Notes: Brower's struggles continue

Notes: Brower's struggles continue

TORONTO -- Call it the Triple Trouble Crown, a first-place ranking in three undesirable categories. Baltimore's Jim Brower leads AL relievers in most earned runs (14) and most walks (11), and he's tied for the most hits allowed (17). The right-hander knows he's had a tough time in the last few weeks, but he also knows it could be worse.

"Having a start like this is horrible. [But] I don't think I'm the only guy having a bad first month," Brower said. "Things haven't gone my way. It would be hard to take if I wasn't feeling good out there. Last year, I had a slow start, but I was also off physically, and then you start to panic a little bit."

Brower said he has his health and his stuff, which makes him think success will follow. And it better, because the Orioles are running out of roles to hand him. The veteran has been used deep in the game and in the middle, but he's yet to find his comfort zone. Baltimore manager Sam Perlozzo is staying patient, largely because Brower has a lot of experience.

"He's pitched deep in games for teams -- in the eighth inning," Perlozzo said. "For us to be a winning ballclub, if we can get a guy like [Todd] Williams back and move Jim down another inning, you can strengthen your bullpen even further so that you can stay in those games a little longer. It can be a big asset for you. And who knows? I totally expect him to get better as we go along and maybe even increase his role again. We'll see."

Just how bad has Brower been? Brower has pitched in 10 games this season, and he's allowed multiple runs in six of them. Baltimore has a 2-4 record in those games, and Brower has become one of Perlozzo's biggest concerns. That's saying something in this bullpen, which features three rookie relievers and a first-year closer.

Perlozzo said it's been a mixture of poor pitching and bad luck thus far, and he expects Brower to improve on both counts.

"He was pitching much better. He doesn't get many breaks, either," Perlozzo said. "Here's Eddy Rodriguez, [who] goes out there and the first guy hits a bullet -- and it's right at somebody. Jim just doesn't get a break. We'll continue to try to put him in the right spots against people we think he's got a shot at getting out.

"We'll see what happens," Perlozzo added. "He's certainly not one I want to give up on."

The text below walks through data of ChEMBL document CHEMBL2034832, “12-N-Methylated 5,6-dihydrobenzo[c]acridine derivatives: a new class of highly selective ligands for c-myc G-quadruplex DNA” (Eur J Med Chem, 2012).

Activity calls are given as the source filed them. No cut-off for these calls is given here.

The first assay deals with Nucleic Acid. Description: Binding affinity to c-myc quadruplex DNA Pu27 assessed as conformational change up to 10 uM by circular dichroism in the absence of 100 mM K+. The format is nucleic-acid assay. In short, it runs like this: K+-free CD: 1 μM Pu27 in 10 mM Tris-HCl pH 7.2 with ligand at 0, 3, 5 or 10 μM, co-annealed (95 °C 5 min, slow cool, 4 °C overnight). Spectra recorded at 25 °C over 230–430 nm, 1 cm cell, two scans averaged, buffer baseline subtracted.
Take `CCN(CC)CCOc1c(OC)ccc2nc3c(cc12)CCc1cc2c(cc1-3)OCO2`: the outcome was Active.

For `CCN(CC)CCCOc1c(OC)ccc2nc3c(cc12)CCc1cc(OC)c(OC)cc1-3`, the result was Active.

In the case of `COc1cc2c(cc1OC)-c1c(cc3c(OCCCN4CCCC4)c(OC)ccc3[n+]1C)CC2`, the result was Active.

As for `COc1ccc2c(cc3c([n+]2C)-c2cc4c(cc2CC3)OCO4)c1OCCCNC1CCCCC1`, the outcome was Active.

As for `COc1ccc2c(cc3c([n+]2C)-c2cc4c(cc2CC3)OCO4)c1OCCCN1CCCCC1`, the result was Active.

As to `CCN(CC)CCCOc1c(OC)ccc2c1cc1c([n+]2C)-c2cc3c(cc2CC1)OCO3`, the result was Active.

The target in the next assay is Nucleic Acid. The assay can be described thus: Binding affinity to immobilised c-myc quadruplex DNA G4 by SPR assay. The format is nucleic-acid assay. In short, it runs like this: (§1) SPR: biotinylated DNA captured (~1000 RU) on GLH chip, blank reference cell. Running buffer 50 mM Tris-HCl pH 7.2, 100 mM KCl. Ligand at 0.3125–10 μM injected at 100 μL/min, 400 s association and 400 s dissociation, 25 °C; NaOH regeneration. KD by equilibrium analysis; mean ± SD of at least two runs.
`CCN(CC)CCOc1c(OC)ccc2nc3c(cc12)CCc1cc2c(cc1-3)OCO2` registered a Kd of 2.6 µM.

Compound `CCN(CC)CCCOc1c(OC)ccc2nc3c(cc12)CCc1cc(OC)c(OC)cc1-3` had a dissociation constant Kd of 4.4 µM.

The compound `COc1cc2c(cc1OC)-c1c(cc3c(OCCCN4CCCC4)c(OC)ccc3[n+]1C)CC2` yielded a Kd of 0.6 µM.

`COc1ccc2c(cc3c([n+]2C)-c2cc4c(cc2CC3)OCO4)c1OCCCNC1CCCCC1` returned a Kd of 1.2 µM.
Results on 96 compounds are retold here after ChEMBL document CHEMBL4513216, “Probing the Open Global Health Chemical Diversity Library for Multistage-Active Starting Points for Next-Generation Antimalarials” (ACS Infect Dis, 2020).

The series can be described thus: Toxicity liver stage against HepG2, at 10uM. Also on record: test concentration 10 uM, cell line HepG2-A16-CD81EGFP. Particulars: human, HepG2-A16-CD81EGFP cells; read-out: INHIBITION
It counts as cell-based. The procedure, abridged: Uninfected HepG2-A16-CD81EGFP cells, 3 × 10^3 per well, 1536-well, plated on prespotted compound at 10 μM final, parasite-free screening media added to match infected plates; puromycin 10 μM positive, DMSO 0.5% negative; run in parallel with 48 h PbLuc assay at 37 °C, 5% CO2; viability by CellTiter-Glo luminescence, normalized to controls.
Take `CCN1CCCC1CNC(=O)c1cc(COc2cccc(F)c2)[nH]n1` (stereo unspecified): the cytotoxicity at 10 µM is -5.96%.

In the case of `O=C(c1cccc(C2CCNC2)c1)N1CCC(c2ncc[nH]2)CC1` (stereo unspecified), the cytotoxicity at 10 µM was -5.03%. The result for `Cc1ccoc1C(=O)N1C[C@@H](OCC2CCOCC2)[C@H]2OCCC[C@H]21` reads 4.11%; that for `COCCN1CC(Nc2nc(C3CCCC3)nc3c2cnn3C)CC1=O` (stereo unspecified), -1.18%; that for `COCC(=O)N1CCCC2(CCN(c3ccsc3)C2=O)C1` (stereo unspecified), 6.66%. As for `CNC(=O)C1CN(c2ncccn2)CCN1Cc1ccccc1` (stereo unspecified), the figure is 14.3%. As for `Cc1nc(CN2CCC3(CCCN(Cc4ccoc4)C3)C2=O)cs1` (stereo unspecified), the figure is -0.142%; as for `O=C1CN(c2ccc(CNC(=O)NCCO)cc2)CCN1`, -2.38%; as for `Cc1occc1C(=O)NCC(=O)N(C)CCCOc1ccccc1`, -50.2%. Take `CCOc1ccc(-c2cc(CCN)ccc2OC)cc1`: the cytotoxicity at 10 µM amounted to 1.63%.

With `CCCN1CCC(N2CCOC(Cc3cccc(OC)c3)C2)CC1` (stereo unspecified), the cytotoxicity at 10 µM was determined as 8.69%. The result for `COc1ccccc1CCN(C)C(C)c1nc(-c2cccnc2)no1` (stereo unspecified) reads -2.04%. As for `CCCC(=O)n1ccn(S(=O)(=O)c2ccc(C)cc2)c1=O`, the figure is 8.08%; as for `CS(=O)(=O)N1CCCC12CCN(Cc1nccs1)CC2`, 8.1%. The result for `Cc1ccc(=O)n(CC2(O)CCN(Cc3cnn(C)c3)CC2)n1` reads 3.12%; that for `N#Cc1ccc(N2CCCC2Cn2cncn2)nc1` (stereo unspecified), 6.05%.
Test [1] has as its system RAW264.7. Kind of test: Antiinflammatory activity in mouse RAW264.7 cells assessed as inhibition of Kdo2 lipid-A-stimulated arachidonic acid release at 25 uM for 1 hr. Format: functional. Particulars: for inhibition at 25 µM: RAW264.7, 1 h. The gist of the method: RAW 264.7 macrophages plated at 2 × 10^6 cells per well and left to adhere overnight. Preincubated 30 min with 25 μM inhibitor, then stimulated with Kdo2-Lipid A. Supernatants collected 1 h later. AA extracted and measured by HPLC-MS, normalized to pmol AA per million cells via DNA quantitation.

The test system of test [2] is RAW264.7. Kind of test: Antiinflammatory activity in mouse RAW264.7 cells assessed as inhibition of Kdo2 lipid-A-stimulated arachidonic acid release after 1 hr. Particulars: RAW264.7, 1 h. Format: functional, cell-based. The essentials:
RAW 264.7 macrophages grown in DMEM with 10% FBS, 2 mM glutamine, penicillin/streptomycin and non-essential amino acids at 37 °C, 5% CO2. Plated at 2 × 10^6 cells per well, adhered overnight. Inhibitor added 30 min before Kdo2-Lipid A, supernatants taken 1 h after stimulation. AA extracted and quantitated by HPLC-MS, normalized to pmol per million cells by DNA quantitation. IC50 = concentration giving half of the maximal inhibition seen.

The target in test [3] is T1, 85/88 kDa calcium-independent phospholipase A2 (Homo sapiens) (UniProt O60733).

Pickoffs: Maybe you saw the play on Wednesday night, a pickoff that turned into a footrace between two poorly matched opponents. The Orioles caught Toronto outfielder Alex Rios napping at first base, but Rios was able to bait Kevin Millar into chasing him all the way to second. The baserunner won the race, narrowly avoiding a tag from the lunging Millar.

The veteran said he made the wrong play, explaining that he should've thrown the ball to shortstop Miguel Tejada.

"The right play is to get him going as hard as he can toward second base and give Miggy the ball," said Millar. "Once I got going, he started jogging for a second, and I thought he was going to stop, anticipating a throw. I kept running, but he outran me."

The instant replay backed up Millar's claim -- Rios appeared to come to a full stop between the bases, enticing Millar to keep chasing him. But right when the first baseman got close, Rios sped up again, staying just out of arm's reach. The play gained further notoriety a little later, when Vernon Wells blasted a two-run homer to cap the game's scoring.

Millar said he hasn't had any phone calls to discuss the play, and he's thankful to talk about it as little as possible.

"Thank God we were in Toronto," Millar said. "We were far enough away for people not to be able to see that. That was the only plus."

Back in action: Todd Williams will rejoin the club on Friday, but the Orioles aren't sure whether the right-hander is ready to return from his various ailments. The reliever missed all of Spring Training with a sore shoulder and a strained calf, but he's pitched in a few Minor League rehab games during the last week.

Perlozzo said the O's will base their decision largely on Williams' opinion -- if he thinks he's ready to pitch, they'll probably make room for him and restore him to the active roster.

"If he says he's ready to go, we wouldn't activate him tomorrow -- because he went back-to-back days," Perlozzo said. "I'd have to say the earliest he could be activated would be [on] Saturday. ... We'll have to find another spot for him."

The manager acknowledged the peril in going by the pitcher's word, but he said Williams knows the stakes surrounding his return. If he comes back and he's ineffective, it wouldn't do much good for anyone involved.

"I wouldn't want the guy to lie," Perlozzo said. "If he's not ready to go for us, I'm not going to feel like I'm ready to bring him in."

Quotable: "Our better defensive players aren't hitting, and our better offensive players aren't the best defensive players. Somewhere in there, you try to find a happy medium once in a while. When you're struggling, everything gets magnified, quite honestly." -- Perlozzo talking about the difficulty of keeping everyone on his roster involved

Coming up: The Orioles head home for a three-game series against the Mariners starting Friday. The first game will pit Daniel Cabrera against Seattle's Gil Meche.

Spencer Fordin is a reporter for This story was not subject to the approval of Major League Baseball or its clubs.